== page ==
Wednesday, October 20, 2010

Reporters Without Borders launched 2010 report on freedom of the press

20 October 2010

Europe falls from its pedestal, no respite in the dictatorships, says RSF. Turkey ranks 138th

As already denounced in the 2009 edition of the World Press Freedom Index, the often liberticidal legislative activity of certain European Union Member States, and the new upsurge in anti-press proceedings brought by political leaders, are weakening the European freedom of expression model and, in so doing, are undermining its external policy and the universal impact of its values. The World Press Freedom Index released today by Reporters WIthout Borders makes a sad read. Ireland is still punishing blasphemy with a EUR 25,000 fine. Romania now considers the media a threat to national security and plans to legally censor its activities. In Italy, where ten or so journalists still live under police protection, only an unprecedented national media mobilisation’s tenacity helped to defeat a bill aimed at prohibiting the publication of the content of telephone call intercepts, one of the main sources used in judicial and investigative journalism. Although the United Kingdom still benefits from a free and high-quality media, its defamation laws offer grounds for assembly-line trials brought by censors of every sort. Not only would this be counter-productive, but all such actions would complicate the mission of those who, outside of the EU, are trying to secure the decriminalisation of press offences.

Among the EU-27 countries whose rankings declined the most, Bulgaria continues its slide and has ended up, along with Greece, in 70th place – the worst position held by EU member countries. France (44th) and Italy (49th), still dealing with some major interference in media activity by their political leaders, confirmed their status as the “dunces” of the EU’s founding countries. Although we may welcome with cautious relief the ebbing ETA attacks against the media in Spain (39th), we cannot help but be concerned by the court verdict of 21 months in prison and the prohibition to exercise their profession brought against Daniel Anido, director of the private radio station Cadena SER, and Rodolfo Irago, the news director of the same radio network. In Denmark (11th) as well as Sweden (1st), press freedom is faring well, but murder attempts against cartoonists Kurt Westergaard and Lars Vilks are opening a door to self-censorship, which until now had been negligible, in a climate of rising extremism and nationalism. Slovakia (35th), which is just emerging from former Prime Minister Robert Fico’s tumultuous era, now merits watching, while among the Baltic States, Latvia (30th) is experiencing an odd return to violence and censorship in an electoral period.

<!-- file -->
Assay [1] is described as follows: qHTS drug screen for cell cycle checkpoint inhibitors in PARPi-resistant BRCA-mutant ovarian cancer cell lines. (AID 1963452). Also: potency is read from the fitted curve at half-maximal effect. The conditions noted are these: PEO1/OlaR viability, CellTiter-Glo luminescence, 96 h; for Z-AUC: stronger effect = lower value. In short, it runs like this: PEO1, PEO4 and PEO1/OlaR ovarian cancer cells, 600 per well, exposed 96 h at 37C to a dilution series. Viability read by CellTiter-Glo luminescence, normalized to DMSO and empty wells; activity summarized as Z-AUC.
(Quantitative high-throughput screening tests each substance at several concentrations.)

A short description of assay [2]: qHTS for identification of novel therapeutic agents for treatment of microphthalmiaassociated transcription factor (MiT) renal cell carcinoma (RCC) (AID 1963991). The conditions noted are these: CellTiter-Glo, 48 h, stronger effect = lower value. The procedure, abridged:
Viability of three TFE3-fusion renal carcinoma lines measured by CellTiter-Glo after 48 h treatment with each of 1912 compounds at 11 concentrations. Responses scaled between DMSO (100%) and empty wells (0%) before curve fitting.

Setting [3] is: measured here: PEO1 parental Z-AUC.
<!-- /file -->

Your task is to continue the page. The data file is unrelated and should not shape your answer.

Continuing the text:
The Balkan Peninsula is still a concern and has recorded major changes. Montenegro (-27), Macedonia (-34), Serbia (-23) and Kosovo (-17) constitute the most substantial losses.

At Europe’s doors, Turkey and Ukraine are experiencing historically low rankings, the former (138th) being separated from Russia’s position (140th) only by Ethiopia (139th). These declines can be explained, as far as Turkey is concerned, by the frenzied proliferation of lawsuits, incarcerations, and court sentencing targeting journalists. Among them, there are many media outlets and professionals which are either Kurd or are covering the Kurd issue. Ukraine is paying the price of the multiple press freedom violations which have broadsided the country since February 2010 and Viktor Yanukovych’s election as Head of State. These violations initially met with indifference by the local authorities. Worse still, censorship has signalled its return, particularly in the audiovisual sector, and serious conflicts of interest are menacing Ukraine’s media pluralism.

Ten countries where it is not good to be a journalist

In recent years, Reporters Without Borders drew particular attention to the three countries that were always in the last three positions – Eritrea, North Korea and Turkmenistan. This year, a bigger group of ten countries – marked by persecution of the media and a complete lack of news and information – are clumped together at the bottom. The press freedom situation keeps on deteriorating in these countries and it is getting harder to say which is worse than the other. The difference between the scores of the “best” and worst of the last 10 countries was only 24.5 points this year. It was 37.5 points in 2009 and 43.25 points in 2007.

Economic growth does not mean press freedom

The BRICs – Brazil, Russia, India and China – may all be at a roughly similar stage of economic development but the 2010 index highlights major differences in the press freedom situation in these countries. Thanks to favourable legislative changes, Brazil (58th) has risen 12 places in the past year, while India has fallen 17 places to 122nd. Russia, which had a particularly deadly preceding year, is still poorly placed at 140th. Despite an astonishingly vibrant and active blogosphere, China still censors and jails dissidents and continues to languish in 171st place. These four countries now shoulder the responsibilities of the emerging powers and must fulfil their obligations as regards fundamental rights.